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Lost Count of the Sheep





A year ago last January, I asked my doctor if I should take a test for sleep apnea. I have been plagued by terrible insomnia most of my life, which I always thought had to do with trauma. I had lots of nightmares as a child. Well, I thought, that’s what happens when you lose a father and a brother at an early age. And then of course I was sexually abused, and plagued by lots of nighttime anxieties and triggering episodes until my early 40’s. And finally, there was the snoring husband. Ernie doesn’t snore nearly as much now that he’s sober, but I don’t really know for sure because we don’t share a bedroom anymore. We made that decision long ago after many years of my moving from room to room, even from floor to floor, in pursuit of nighttime quiet. Plus, I knew the only way we would survive retirement was to set up separate quarters, and we’ve done that. Also, did I mention I have really bad sinuses? I’ve been plagued by congestion and drainage since I was a kid. No, it’s not an allergy! It’s not seasonal, it’s ALL YEAR ROUND!


I had been reading about the new apnea tests that could be done at home with a wrist device and sensors. My doctor said go for it, and after a telehealth visit with a sleep specialist, yes, I have apnea. A fairly mild case, but my oxygenation numbers dip too low during the mini wake-ups. The sleep doctor said CPAP machines were stuck in the supply chain, along with practically everything else, and suggested I try a dental appliance instead. So off I went to the sleep dentist to be scanned, fitted and adjusted.


I had lots of concerns about wearing an appliance at night. Shades of all that orthodontic treatment in my teens! However, I had fewer problems than I anticipated, and the dentist and team were very good. Listened to all my concerns and made good suggestions. Then I had a mini-epiphany and asked the dentist, “How much of all this is due to the fact that I have a small jaw?” And he replied, “All of it.”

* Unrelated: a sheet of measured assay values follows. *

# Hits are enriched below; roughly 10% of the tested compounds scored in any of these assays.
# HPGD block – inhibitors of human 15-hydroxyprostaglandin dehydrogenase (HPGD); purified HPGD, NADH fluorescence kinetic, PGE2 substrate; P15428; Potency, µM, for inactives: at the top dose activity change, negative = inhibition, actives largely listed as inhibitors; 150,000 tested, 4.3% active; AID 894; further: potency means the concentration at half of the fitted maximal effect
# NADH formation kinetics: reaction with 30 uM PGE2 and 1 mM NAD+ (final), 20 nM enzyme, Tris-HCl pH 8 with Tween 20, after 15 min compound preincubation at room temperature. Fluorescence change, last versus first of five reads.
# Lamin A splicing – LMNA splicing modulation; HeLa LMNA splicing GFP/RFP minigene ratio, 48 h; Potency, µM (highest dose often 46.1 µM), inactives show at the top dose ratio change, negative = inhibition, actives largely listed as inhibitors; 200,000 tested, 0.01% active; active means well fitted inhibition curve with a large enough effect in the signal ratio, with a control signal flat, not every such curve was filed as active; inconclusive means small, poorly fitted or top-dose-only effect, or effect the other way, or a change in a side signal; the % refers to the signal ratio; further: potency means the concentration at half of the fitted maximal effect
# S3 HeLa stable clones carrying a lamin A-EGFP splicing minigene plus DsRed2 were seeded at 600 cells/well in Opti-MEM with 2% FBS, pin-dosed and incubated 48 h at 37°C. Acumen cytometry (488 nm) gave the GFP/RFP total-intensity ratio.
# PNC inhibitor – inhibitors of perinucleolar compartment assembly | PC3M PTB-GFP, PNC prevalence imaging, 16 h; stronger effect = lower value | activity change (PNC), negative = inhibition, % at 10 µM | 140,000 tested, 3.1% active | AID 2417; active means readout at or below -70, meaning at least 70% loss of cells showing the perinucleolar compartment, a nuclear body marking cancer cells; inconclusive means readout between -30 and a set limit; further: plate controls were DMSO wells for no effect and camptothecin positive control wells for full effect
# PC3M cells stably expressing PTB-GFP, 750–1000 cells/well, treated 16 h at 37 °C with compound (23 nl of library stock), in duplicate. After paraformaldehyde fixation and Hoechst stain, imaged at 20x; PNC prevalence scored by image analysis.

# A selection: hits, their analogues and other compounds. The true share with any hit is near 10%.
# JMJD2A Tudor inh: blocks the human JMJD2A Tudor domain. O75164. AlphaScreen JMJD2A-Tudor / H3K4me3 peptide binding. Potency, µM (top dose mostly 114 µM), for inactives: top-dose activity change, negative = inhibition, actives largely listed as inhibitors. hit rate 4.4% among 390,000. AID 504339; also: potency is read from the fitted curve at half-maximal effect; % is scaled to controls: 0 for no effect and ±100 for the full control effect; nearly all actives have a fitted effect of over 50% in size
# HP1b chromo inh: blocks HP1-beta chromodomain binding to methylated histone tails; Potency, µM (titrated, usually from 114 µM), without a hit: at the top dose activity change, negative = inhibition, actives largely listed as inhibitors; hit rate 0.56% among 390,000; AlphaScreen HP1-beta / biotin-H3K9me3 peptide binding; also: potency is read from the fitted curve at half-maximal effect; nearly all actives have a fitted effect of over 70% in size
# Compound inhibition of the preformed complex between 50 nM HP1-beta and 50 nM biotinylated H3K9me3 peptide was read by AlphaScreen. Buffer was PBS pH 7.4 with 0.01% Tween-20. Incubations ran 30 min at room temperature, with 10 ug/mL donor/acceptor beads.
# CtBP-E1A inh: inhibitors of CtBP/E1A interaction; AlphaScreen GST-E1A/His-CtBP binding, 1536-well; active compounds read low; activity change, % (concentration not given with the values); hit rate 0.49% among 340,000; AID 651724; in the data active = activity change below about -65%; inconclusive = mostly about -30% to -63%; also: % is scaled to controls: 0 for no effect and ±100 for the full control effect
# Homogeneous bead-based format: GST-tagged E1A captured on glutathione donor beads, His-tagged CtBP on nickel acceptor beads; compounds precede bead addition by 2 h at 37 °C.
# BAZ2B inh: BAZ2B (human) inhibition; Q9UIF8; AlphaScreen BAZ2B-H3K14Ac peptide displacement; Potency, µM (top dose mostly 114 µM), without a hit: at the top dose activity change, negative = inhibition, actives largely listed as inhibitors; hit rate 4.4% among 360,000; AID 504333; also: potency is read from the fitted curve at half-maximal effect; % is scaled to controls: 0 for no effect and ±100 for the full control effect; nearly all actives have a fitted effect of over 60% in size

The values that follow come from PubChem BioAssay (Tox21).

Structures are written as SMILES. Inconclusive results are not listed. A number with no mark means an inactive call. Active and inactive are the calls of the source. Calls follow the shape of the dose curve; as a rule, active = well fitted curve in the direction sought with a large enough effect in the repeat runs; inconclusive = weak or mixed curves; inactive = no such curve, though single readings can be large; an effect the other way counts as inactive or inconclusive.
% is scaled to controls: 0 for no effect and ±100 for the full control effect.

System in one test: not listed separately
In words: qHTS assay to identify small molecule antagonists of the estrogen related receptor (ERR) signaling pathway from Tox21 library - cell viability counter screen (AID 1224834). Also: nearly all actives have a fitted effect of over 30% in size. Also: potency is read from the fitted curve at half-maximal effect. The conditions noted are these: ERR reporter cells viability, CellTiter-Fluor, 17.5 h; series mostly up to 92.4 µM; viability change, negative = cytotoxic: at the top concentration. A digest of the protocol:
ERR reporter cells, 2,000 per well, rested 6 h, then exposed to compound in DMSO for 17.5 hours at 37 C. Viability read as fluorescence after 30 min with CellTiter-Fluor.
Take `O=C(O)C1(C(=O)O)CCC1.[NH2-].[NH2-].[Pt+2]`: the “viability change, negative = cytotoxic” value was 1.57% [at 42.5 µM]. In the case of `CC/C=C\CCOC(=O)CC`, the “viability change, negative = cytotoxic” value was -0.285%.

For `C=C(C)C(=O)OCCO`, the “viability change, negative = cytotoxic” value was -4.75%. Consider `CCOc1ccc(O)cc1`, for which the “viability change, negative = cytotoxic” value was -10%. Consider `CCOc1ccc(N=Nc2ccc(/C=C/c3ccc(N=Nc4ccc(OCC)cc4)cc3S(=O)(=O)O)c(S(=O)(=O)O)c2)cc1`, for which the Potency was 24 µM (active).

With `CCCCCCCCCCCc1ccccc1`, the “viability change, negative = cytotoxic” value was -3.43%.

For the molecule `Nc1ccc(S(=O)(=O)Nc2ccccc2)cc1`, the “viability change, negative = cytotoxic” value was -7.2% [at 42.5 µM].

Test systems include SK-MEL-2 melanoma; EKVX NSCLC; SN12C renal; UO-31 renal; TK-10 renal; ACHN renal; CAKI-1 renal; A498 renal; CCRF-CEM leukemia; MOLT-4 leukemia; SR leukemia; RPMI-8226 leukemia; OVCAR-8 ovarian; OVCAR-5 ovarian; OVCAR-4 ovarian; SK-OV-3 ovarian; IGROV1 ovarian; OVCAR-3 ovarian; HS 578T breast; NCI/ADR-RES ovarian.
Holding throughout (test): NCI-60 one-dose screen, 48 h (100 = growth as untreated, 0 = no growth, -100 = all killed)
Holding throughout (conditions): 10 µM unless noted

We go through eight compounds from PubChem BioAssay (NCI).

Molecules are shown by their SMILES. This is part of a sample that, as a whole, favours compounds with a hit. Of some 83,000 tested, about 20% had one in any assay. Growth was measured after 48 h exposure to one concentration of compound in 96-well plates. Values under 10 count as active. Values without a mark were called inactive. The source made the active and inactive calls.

So please take note, all you apnea-challenged folks out there, it’s not about your weight, or your drinking, or your smoking, or any of the other bad habits you may indulge. It’s about anatomy! Sure, you can aggravate your apnea by smoking, drinking too much, and weighing too much, but you didn’t cause it. It’s your anatomy! Turns out that in addition to my small jaw, I have a vaulted palate, extremely large tonsils and adenoids, a big tongue and nasal linings that collapse when I inhale. How am I still alive?!?


Unfortunately, the dental appliance only helped a little, and next week I begin the process of being fitted for a CPAP machine. Have no idea how long that will take. These days it seems like I’m sleeping pretty well, but that’s in comparison to all the problems I used to have. I have no idea what my bedtime future holds, but it can’t be much worse than what I’ve already lived through. And it would be nice to be a little less tired. More energy for writing and podcasting!


I sure hope there aren’t many people out there who’ve been through as much as I have in pursuit of a decent night’s sleep. If it’s supposed to be so natural, and so necessary, why does it have to be so hard?

Lights out. I’m going to bed.


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